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Allston just wasn't ready for craft beer

The owner of the soon-to-be-reborn Joshua Tree today said its brief foray into a purveyor of craft beers just wasn't working out.

Julian Bolger appeared before the Boston Licensing Board to seek permission to change Barley Hall back into Joshua Tree.

"We wanted to try a slightly different concept, and unfortunately we got it wrong," he told the board, which votes tomorrow on the name-change request. Bolger said he wasn't sure if the problem was marketing - people may not have made the direct connection between "Barley" and craft beer - but the end result was an expensive mistake because people just weren't hopping to the place.

Bolger said the change back to Joshua Tree will involve no major changes in the establishment's interior.

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Comments

They'll just have to make do with the tiny selection found at Sunset and Deep Ellum.

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They used the name change to raise prices. And putting burgers in tin cans? Whatever happened to regular plates? Gag me. The Tavern is a much better spot.

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The more pressing question remains, Akon: Why would you ever eat there?

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That's why his bars are underwhelming for their size. That spot used to be Tonic. Then the Sox and Patriots won championships, and he realized OH MY GOD BOSTONIANS CARE ABOUT SPORTS LET'S CHANGE THE NAME AND HANG A BUNCH OF MEMORABILIA.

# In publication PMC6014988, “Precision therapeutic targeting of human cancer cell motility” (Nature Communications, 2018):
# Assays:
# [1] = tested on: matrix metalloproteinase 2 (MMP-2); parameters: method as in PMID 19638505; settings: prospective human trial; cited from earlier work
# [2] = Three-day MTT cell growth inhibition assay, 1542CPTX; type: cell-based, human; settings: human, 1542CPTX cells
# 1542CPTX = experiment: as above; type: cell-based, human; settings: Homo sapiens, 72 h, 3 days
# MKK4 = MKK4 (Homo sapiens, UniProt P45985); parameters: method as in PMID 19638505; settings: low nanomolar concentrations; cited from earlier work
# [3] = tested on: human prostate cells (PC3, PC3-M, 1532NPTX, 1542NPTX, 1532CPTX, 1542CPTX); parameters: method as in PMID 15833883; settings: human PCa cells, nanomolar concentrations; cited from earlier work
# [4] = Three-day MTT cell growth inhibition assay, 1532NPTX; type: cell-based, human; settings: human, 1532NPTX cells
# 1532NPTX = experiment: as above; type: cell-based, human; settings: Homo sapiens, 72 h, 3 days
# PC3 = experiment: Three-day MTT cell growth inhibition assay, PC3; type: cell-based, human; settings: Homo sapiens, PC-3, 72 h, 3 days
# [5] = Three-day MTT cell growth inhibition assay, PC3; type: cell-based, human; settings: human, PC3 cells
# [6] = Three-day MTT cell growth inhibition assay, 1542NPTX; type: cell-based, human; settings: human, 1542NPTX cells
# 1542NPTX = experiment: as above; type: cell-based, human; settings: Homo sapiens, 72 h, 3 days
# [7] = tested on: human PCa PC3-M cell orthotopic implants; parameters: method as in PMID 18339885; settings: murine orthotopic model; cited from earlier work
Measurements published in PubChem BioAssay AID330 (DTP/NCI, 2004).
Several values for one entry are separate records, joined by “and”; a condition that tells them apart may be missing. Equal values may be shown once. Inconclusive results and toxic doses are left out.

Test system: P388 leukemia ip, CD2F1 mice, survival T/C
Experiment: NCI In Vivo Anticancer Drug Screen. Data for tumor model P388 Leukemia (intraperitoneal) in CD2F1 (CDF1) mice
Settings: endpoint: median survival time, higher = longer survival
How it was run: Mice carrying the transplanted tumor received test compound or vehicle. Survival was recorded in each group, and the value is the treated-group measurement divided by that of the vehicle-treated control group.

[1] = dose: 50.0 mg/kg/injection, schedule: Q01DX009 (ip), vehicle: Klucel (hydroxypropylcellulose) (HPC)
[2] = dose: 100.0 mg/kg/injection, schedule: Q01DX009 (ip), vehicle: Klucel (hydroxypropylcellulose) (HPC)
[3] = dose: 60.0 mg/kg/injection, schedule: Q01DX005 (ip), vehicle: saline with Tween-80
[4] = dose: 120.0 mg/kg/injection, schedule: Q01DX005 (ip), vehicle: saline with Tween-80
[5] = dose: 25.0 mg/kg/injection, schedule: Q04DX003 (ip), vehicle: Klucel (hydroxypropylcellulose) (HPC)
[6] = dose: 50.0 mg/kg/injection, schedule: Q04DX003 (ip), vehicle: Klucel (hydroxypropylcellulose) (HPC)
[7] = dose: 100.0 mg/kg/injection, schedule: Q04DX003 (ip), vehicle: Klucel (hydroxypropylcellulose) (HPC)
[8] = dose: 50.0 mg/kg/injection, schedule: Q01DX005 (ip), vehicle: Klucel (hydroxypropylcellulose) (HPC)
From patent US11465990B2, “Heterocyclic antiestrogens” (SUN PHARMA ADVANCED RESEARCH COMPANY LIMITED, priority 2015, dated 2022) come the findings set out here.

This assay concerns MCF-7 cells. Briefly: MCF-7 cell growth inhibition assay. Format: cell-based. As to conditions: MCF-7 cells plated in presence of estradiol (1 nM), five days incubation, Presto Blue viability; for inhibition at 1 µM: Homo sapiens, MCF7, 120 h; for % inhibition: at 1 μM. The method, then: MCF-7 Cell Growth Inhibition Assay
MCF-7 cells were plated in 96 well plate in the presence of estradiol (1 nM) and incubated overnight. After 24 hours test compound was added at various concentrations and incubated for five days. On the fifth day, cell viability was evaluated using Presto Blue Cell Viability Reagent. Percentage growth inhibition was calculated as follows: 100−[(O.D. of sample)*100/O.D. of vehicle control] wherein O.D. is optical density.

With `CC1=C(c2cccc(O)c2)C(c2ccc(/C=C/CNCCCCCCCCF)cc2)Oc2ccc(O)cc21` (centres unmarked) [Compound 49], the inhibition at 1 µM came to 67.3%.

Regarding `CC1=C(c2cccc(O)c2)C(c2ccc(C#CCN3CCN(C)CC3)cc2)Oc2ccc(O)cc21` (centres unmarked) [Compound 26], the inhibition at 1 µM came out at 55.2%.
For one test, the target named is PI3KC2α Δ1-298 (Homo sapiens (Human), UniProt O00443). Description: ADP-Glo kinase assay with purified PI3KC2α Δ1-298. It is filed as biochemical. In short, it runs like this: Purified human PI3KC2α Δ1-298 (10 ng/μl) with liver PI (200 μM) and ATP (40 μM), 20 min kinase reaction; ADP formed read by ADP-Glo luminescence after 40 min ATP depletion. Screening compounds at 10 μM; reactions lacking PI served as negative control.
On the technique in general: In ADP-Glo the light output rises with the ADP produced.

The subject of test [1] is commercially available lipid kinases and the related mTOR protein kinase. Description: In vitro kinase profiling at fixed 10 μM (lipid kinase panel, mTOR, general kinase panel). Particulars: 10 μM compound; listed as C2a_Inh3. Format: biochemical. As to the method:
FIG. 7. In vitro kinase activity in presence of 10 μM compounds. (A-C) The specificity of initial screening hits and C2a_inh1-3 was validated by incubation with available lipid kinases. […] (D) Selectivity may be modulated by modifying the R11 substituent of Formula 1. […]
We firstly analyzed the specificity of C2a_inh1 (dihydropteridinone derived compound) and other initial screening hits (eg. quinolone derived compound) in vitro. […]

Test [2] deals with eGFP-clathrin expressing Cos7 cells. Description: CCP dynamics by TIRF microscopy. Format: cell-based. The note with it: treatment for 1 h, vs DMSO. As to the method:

Of course, their greed and ineptitude (and inability to grease the right wheels?) got their license suspended repeatedly, because they decided to serve minors. So they needed a new image, and they decided to come up with an idea that several Allston bars already do and do well. Of course, nobody's going to bypass Sunset and walk all the way over to their location, so it, of course, fell short of expectations.

Julian is a bad guy and a bad businessman, and I look forward to watching him fail again.

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Any of the craft bars open or recently opened are doing extremely well. They focus on craft beer, lots of local drafts, a cask or two, not many TVs, clean tap lines, and constantly changing interesting taps.

Barley Hall only had the main stream craft beers, and in the world of craft beer, it is all about the rare, the new, and the extreme.

He can blame himself for not doing the research into what the craft beer consumer is interested in, is the market saturated, how is he different than deep ellum, sunset, etc.

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The place has no more craft beer than any other bar in Allston...besides maybe the Sil.

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This list of craft beer is great. A lot of small producers you can't get anywhere else. The draft list is incredibly well thought through, full of careful choices for a variety of flavor.

http://www.barleyhall.com/content/drinks

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That list is a joke

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That's 7 beers on the "craft" list, at least one of which is consistently served at The Draft.

Plus, it's basically Tavern in the Square Redux (not that I have anything against Tavern).